Chanukah: Prophecy and memorial for conception of Messiah and declaration of His mission

JeffWhat does ‎Chanukah (Festival of Dedication) have to do with believers in ‎Yeshua (‎Jesus)? It’s in the ‎Bible, and Yeshua celebrated it. In doing so, He gave one of the most startling teachings about Himself (John 10:22-38). As well as a remembrance of the perils of giving up God’s words to fit in or save one’s neck, Chanukah is a memorial of the great miracle of the conception of the ‎Messiah — ‎Immanuel (God With Us) — through Miriam (Mary) (Luke 1; 1Chronicles 24; Haggai 2).

We’ll start our study on these points in John 10, when Yeshua was celebrating Chanukah at the Temple in Jerusalem. This is our launching point, but it’s part of a teaching with Sukkot (Feast of Tabernacles), Shmeni Atzeret (Eighth Day) and Chanukah as bookends. Isn’t it curious that the Feast of Dedication is mentioned in the Gospels?

When Yeshua was in the Temple, He and those there at the time commemorating a historical event that had happened over 200 years before. Though the events of the American Civil war in the 1860s or the War of 1812 don’t seem to have much of a connection to our modern lives, the events of Chanukah weren’t so distant to the people of the first century A.D., as life had a slower pace and the boot of Rome in Israel’s neck was similar to what Israel experienced earlier.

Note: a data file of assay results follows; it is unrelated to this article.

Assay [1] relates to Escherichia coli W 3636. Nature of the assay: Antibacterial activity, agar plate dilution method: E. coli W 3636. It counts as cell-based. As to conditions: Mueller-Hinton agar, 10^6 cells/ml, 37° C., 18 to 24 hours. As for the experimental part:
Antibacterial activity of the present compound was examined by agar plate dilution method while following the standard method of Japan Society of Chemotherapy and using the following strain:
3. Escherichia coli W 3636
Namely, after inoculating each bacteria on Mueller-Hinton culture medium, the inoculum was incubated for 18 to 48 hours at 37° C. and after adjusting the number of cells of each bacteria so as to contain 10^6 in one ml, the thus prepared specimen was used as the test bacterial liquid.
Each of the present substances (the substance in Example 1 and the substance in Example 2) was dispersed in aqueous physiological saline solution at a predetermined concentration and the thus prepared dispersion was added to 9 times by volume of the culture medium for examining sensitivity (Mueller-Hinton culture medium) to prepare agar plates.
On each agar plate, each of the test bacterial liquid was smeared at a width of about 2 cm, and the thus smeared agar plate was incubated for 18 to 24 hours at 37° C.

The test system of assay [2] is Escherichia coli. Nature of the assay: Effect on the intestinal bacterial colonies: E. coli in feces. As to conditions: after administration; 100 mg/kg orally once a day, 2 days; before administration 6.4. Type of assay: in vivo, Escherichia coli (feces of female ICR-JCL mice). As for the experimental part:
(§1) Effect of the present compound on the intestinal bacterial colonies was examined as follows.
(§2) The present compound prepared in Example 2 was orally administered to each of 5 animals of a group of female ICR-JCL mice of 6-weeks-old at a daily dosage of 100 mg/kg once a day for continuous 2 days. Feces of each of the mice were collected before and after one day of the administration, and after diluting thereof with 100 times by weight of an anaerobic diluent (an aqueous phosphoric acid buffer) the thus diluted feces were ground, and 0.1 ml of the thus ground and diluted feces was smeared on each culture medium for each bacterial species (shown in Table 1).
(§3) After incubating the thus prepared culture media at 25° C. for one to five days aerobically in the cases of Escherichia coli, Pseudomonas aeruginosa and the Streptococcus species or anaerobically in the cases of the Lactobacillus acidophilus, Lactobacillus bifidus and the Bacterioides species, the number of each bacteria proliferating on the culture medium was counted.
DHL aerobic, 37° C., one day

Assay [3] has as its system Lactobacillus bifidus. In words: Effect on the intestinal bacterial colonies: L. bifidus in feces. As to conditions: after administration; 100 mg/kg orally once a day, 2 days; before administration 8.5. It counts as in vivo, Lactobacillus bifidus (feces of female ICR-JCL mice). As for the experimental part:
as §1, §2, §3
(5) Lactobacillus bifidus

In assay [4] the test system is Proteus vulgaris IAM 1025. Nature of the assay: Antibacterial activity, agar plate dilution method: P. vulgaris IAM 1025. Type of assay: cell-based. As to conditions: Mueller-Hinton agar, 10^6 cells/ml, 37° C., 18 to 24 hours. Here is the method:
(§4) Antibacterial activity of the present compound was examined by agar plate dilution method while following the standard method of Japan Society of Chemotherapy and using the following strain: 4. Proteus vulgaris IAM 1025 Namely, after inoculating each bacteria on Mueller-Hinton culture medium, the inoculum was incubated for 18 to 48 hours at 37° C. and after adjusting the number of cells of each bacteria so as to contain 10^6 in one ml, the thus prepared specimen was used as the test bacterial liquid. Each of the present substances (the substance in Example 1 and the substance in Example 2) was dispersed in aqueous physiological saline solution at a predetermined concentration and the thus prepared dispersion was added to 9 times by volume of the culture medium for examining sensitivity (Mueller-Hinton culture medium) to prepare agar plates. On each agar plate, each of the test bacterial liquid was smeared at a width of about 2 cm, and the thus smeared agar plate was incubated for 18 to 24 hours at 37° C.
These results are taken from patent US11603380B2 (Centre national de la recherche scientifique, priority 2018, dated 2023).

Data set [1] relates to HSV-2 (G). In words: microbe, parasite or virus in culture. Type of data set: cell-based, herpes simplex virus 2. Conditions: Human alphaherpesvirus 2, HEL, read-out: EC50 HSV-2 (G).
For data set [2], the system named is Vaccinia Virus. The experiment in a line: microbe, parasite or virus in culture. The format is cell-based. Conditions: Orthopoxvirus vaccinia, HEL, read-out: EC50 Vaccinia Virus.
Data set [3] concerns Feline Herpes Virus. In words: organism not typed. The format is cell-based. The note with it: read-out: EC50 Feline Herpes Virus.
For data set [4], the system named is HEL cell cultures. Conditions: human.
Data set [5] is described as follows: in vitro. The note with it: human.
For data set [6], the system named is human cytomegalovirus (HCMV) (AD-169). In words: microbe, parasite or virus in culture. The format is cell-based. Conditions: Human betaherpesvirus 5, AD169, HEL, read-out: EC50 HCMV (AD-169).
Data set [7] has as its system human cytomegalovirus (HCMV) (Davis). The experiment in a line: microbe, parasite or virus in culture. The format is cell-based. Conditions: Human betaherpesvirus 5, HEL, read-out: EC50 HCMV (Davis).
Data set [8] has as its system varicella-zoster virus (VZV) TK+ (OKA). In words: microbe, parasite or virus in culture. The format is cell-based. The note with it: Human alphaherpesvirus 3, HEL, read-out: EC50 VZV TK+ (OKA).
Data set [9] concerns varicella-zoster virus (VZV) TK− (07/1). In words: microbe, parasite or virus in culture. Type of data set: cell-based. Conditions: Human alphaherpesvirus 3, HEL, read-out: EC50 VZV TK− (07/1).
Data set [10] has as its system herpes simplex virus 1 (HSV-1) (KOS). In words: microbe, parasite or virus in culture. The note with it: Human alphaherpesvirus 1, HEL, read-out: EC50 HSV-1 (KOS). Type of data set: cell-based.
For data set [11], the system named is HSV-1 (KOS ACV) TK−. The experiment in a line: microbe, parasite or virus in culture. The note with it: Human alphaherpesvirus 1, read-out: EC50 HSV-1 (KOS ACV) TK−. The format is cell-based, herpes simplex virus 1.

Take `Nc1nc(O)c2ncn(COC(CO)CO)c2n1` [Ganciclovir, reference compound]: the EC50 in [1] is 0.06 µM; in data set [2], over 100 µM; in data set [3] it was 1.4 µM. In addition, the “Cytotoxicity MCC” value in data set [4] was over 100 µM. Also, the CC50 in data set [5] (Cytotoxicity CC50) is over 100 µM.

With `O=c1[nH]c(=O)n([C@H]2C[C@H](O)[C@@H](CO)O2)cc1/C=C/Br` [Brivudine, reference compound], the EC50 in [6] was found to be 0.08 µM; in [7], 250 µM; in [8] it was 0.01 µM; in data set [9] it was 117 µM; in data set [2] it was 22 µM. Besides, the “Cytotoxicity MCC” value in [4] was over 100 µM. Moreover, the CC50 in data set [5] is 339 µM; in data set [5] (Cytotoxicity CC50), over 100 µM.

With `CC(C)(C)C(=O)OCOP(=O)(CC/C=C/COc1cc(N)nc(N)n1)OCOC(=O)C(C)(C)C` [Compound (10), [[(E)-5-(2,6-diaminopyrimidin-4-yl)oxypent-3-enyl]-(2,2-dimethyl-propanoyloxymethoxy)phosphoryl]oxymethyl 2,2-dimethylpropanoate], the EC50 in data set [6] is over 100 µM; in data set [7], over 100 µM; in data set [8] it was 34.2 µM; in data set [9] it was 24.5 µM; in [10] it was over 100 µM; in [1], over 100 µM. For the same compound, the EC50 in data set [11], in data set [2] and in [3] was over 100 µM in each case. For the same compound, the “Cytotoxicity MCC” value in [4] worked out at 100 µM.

The immediate history of the area went back to the time of Alexander the Great. After he died, his four generals divided the territory (Daniel 8). The two generals who traded control over the land of Israel were Selucius and Ptolomy. It was one of Selucius’ heirs — Antiochus IV, aka Epiphanes — who caused the events that lead up to the holiday of Chanukah. 

The people of Israel in the second century B.C. didn’t want to be different from the nations around them. They were strongly drawn to Hellenism. The Jewish people of the time were so strongly drawn into assimilation that many men surgically “corrected” their circumcision. Those who stood strong in Torah were a minority. 

A small army of Torah faithful priests and citizens were able to throw off the oppression of Hellenism and restored the Temple service. But simply kicking the Greeks out didn’t solve the root of the problem and the Romans came in to keep the peace. 

Why was Yeshua in the Temple during Chanukah? After all, according to Leviticus 23, He didn’t have to be there at that time. 

The holiday of Chanukah was basically a mini-Sukkot. Both the first and second Temples were dedicated during Sukkot, the idea of putting the temple into action during Sukkot is connected to Chanukah, too. 

Prophetically, there’s a connection between Chanukah and Sukkot too. There’s a prophesy in Haggai 2 that makes the connection. Haggai’s name means “my festival” and that is the theme of the book. 

Zerrubabel’s temple was smaller than the Temple that Solomon had built and was compared with Solomon’s temple poorly. It wasn’t until the Roman largess that Herod brought in that the Second Temple held a similar grandeur to Solomon’s temple.